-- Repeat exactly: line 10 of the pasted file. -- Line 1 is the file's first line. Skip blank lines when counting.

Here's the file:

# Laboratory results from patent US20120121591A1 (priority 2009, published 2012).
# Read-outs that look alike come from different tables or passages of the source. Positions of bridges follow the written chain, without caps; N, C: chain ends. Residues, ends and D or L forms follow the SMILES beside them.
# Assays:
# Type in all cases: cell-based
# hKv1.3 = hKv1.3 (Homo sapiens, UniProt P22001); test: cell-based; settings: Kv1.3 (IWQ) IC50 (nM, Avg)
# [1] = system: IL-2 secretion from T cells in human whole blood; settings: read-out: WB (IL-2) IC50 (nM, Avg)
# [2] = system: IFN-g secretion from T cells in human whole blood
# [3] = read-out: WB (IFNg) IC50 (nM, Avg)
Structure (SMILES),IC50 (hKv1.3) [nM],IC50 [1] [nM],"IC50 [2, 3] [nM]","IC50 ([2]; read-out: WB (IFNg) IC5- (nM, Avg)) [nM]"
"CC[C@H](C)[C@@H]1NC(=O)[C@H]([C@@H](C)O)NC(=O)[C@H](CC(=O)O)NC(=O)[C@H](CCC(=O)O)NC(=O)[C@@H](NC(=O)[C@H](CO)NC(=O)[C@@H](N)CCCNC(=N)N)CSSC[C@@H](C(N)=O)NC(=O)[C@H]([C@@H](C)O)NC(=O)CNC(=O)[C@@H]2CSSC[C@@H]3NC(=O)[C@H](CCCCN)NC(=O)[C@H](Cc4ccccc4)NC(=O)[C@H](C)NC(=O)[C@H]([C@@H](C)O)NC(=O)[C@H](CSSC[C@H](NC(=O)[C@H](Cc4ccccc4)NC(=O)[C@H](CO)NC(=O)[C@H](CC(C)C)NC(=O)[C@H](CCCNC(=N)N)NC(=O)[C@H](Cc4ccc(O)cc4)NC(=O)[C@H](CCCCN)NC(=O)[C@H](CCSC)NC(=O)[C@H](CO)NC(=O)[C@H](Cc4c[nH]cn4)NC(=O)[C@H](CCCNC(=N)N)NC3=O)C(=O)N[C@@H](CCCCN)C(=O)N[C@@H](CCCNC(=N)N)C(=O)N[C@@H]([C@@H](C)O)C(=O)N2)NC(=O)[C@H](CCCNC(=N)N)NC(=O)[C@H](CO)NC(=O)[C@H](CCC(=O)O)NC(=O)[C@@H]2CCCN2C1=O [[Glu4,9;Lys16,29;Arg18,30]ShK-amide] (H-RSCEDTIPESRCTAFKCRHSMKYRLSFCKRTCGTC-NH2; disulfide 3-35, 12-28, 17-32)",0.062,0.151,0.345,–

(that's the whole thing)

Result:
"CC[C@H](C)[C@@H]1NC(=O)[C@H]([C@@H](C)O)NC(=O)[C@H](CC(=O)O)NC(=O)[C@H](CCC(=O)O)NC(=O)[C@@H](NC(=O)[C@H](CO)NC(=O)[C@@H](N)CCCNC(=N)N)CSSC[C@@H](C(N)=O)NC(=O)[C@H]([C@@H](C)O)NC(=O)CNC(=O)[C@@H]2CSSC[C@@H]3NC(=O)[C@H](CCCCN)NC(=O)[C@H](Cc4ccccc4)NC(=O)[C@H](C)NC(=O)[C@H]([C@@H](C)O)NC(=O)[C@H](CSSC[C@H](NC(=O)[C@H](Cc4ccccc4)NC(=O)[C@H](CO)NC(=O)[C@H](CC(C)C)NC(=O)[C@H](CCCNC(=N)N)NC(=O)[C@H](Cc4ccc(O)cc4)NC(=O)[C@H](CCCCN)NC(=O)[C@H](CCSC)NC(=O)[C@H](CO)NC(=O)[C@H](Cc4c[nH]cn4)NC(=O)[C@H](CCCNC(=N)N)NC3=O)C(=O)N[C@@H](CCCCN)C(=O)N[C@@H](CCCNC(=N)N)C(=O)N[C@@H]([C@@H](C)O)C(=O)N2)NC(=O)[C@H](CCCNC(=N)N)NC(=O)[C@H](CO)NC(=O)[C@H](CCC(=O)O)NC(=O)[C@@H]2CCCN2C1=O [[Glu4,9;Lys16,29;Arg18,30]ShK-amide] (H-RSCEDTIPESRCTAFKCRHSMKYRLSFCKRTCGTC-NH2; disulfide 3-35, 12-28, 17-32)",0.062,0.151,0.345,–